.NET, Office Dev, Technical

Convert Office Add-In Web to MVC

Using Visual Studio to create a new Office Add-In results in two projects:  One for your Office Add-In (basically, the manifest) and another for the web project where you do the bulk of your work to implement functionality. The web project that is created is a basic HTML/JS/CSS application…nothing fancy like ASP.NET. For most situations, a lightweight client-side web application is ideal and it makes sense for that to be the default of the VS project template. How about those other situations where you need something to run on the server, like an ASP.NET MVC application? There are a couple choices:

  1. Add a new MVC project to your solution and pull in the Office “stuff” and trim it down so it can be used as the web project for your Add-In
  2. Convert the existing web project to MVC

I’ll show you how to do the second option in this post.

MVC Plumbing

  1. Using NuGet Package Manager, add Microsoft.AspNet.Mvc to your web project
  2. Add the following folders to your project:  App_Start, Controllers, Views
  3. Right-click the Views folder and add a new Web Configuration File and name it Web.config
  4. Add the following code to this new Web.config, replacing [[YourNamespace]] with the namespace of your project
       1: <?xml version="1.0"?>


       3: <configuration>

       4:   <configSections>

       5:     <sectionGroup name="system.web.webPages.razor" type="System.Web.WebPages.Razor.Configuration.RazorWebSectionGroup, System.Web.WebPages.Razor, Version=, Culture=neutral, PublicKeyToken=31BF3856AD364E35">

       6:       <section name="host" type="System.Web.WebPages.Razor.Configuration.HostSection, System.Web.WebPages.Razor, Version=, Culture=neutral, PublicKeyToken=31BF3856AD364E35" requirePermission="false" />

       7:       <section name="pages" type="System.Web.WebPages.Razor.Configuration.RazorPagesSection, System.Web.WebPages.Razor, Version=, Culture=neutral, PublicKeyToken=31BF3856AD364E35" requirePermission="false" />

       8:     </sectionGroup>

       9:   </configSections>


      11:   <system.web.webPages.razor>

      12:     <host factoryType="System.Web.Mvc.MvcWebRazorHostFactory, System.Web.Mvc, Version=, Culture=neutral, PublicKeyToken=31BF3856AD364E35" />

      13:     <pages pageBaseType="System.Web.Mvc.WebViewPage">

      14:       <namespaces>

      15:         <add namespace="System.Web.Mvc" />

      16:         <add namespace="System.Web.Mvc.Ajax" />

      17:         <add namespace="System.Web.Mvc.Html" />

      18:         <add namespace="System.Web.Routing" />

      19:         <add namespace="[[YourNamespace]]" />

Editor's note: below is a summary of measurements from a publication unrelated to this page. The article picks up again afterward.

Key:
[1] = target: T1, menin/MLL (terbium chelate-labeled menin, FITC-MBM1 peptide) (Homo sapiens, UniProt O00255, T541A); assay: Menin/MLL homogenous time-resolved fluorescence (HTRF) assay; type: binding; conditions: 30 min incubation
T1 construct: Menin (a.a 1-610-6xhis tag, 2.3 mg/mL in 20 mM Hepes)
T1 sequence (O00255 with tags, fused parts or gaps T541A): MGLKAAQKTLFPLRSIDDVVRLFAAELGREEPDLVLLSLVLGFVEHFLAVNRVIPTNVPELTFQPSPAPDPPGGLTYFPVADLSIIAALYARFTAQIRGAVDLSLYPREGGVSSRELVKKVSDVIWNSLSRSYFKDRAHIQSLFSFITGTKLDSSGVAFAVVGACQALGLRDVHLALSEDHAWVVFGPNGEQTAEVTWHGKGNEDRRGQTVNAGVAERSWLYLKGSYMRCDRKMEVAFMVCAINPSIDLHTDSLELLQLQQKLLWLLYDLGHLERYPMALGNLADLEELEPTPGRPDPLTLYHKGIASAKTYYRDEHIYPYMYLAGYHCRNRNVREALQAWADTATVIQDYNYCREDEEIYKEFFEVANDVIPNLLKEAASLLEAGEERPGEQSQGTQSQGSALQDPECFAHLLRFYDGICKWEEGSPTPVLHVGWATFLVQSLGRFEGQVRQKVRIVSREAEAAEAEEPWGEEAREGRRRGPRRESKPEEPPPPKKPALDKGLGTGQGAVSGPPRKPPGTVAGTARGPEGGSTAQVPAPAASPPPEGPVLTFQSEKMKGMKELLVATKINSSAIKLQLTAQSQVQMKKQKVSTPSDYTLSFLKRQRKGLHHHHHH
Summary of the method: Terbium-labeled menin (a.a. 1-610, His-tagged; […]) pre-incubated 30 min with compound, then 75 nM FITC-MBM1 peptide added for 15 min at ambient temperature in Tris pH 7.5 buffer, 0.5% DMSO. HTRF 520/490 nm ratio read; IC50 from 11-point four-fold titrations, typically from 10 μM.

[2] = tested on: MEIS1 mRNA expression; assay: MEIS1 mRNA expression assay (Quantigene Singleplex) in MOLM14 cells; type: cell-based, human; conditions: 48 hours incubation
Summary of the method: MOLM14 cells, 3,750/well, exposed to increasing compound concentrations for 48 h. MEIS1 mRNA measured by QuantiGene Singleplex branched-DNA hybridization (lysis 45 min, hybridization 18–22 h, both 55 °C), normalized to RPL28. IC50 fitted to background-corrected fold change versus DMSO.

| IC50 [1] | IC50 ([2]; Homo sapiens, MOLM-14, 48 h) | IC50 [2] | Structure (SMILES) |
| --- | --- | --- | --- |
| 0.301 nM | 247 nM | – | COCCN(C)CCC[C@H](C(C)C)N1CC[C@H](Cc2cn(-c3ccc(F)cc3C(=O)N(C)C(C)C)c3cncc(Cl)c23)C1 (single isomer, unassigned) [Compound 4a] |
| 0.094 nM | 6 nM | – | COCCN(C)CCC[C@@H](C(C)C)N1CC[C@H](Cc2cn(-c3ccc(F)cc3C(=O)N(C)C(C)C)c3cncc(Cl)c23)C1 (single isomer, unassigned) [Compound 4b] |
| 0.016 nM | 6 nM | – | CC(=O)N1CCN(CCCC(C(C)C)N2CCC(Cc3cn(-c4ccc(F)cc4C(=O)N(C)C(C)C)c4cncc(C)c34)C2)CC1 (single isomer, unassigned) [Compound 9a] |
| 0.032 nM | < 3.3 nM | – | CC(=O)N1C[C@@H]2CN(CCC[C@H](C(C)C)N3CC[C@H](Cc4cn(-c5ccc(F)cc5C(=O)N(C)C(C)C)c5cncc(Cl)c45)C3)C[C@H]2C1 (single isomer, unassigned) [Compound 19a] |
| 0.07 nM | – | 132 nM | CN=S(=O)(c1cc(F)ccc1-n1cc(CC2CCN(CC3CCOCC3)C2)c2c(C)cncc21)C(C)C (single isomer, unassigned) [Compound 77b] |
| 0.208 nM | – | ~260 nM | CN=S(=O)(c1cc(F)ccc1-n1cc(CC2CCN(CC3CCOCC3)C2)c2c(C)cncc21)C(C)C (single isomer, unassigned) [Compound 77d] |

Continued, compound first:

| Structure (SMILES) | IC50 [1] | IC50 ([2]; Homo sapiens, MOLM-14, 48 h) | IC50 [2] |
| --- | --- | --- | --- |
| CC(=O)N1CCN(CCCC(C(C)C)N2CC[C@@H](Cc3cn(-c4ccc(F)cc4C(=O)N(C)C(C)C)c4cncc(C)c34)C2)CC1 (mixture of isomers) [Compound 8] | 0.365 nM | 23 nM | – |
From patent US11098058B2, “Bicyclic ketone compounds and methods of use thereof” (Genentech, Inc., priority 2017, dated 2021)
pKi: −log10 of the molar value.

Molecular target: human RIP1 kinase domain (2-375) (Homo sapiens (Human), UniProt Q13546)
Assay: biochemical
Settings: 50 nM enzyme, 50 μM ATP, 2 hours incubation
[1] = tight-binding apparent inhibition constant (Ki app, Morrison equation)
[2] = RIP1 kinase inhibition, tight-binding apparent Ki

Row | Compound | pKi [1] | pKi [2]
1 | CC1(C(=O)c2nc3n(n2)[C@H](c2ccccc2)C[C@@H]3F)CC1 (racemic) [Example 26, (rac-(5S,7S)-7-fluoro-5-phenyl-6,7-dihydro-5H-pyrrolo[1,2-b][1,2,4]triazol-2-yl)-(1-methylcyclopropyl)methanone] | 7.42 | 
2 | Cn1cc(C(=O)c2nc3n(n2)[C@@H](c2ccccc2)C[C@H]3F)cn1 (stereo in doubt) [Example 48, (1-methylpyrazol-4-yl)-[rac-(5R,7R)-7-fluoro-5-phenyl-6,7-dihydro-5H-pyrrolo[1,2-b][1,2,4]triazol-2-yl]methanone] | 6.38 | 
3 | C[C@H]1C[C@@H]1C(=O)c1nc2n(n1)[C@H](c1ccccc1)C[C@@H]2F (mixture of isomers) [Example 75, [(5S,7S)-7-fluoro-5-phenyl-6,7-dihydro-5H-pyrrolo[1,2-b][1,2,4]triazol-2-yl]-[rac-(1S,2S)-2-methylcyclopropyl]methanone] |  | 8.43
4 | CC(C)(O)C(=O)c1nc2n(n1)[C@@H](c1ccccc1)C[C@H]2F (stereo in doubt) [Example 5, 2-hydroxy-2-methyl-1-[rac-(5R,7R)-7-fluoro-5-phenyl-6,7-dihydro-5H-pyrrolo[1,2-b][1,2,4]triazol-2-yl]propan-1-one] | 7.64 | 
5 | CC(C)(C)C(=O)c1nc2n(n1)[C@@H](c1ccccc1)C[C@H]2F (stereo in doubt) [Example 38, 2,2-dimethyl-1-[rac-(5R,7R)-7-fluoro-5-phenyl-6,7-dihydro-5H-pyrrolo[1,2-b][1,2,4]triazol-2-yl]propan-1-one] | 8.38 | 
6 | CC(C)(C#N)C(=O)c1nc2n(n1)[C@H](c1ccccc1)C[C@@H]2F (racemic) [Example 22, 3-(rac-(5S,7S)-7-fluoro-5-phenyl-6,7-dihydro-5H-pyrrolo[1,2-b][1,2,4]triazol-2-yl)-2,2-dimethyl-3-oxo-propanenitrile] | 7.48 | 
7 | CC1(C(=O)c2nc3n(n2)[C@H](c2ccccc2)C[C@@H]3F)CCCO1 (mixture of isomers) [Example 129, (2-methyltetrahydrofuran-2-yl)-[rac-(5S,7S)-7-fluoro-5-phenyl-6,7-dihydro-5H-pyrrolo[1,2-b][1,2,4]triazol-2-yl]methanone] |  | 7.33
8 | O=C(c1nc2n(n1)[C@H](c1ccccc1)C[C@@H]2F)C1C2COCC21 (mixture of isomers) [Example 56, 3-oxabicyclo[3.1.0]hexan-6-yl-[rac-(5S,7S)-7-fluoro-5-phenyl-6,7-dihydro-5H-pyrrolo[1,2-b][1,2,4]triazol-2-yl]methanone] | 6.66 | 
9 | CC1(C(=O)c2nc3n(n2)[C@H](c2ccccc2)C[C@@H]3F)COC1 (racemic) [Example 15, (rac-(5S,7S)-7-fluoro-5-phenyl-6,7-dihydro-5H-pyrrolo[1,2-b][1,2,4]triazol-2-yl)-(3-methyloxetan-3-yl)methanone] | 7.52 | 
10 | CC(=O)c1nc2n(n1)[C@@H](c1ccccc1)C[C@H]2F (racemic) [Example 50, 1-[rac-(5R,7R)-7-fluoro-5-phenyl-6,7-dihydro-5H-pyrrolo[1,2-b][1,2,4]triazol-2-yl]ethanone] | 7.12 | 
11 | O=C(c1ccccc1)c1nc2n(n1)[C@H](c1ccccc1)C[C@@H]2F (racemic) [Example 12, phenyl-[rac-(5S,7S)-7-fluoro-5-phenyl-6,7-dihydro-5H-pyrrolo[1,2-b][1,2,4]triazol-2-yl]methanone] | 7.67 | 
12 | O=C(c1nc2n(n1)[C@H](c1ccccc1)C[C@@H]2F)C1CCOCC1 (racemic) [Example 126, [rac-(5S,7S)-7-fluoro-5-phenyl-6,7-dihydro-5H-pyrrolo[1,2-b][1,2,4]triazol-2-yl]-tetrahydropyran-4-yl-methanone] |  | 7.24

20:       </namespaces>

      21:     </pages>

      22:   </system.web.webPages.razor>


      24:   <appSettings>

      25:     <add key="webpages:Enabled" value="false" />

      26:   </appSettings>


      28:   <system.webServer>

      29:     <handlers>

      30:       <remove name="BlockViewHandler"/>

      31:       <add name="BlockViewHandler" path="*" verb="*" preCondition="integratedMode" type="System.Web.HttpNotFoundHandler" />

      32:     </handlers>

      33:   </system.webServer>


      35:   <system.web>

      36:     <compilation>

      37:       <assemblies>

      38:         <add assembly="System.Web.Mvc, Version=, Culture=neutral, PublicKeyToken=31BF3856AD364E35" />

      39:       </assemblies>

      40:     </compilation>

      41:   </system.web>

      42: </configuration>


I chose to use the Site.css stylesheet that the NuGet package created for me. To do that, I took all of the CSS from the app.css and the home.css file and put it in the Site.css file.


Copy the App.js and Home.js files to the Scripts directory.


I’ll assume your existing web project has the standard files from the VS template:  app.js, app.css, home.html, home.css and home.js. This section shows how to pull that content into a new view.

  1. Right-click the Controllers folder and add a new Controller named HomeController. This should add a file that looks like the following:
       1: using System;

       2: using System.Collections.Generic;

       3: using System.Linq;

       4: using System.Web;

       5: using System.Web.Mvc;


       7: namespace [[YourNamespace]].Controllers

       8: {

       9:     public class HomeController : Controller

      10:     {

      11:         // GET: Home

      12:         public ActionResult Index()

      13:         {

      14:             return View();

      15:         }

      16:     }

      17: }

  2. Add a Home and Shared folder to the Views folder
  3. Right-click the Shared folder and add a new View called _Layout using the “Empty (without model)” template and checking the box for “Create as a partial view”
  4. Replace the <head> content with the following (note the reference to the Office UI Fabric, that’s optional if you aren’t using it…but you should be):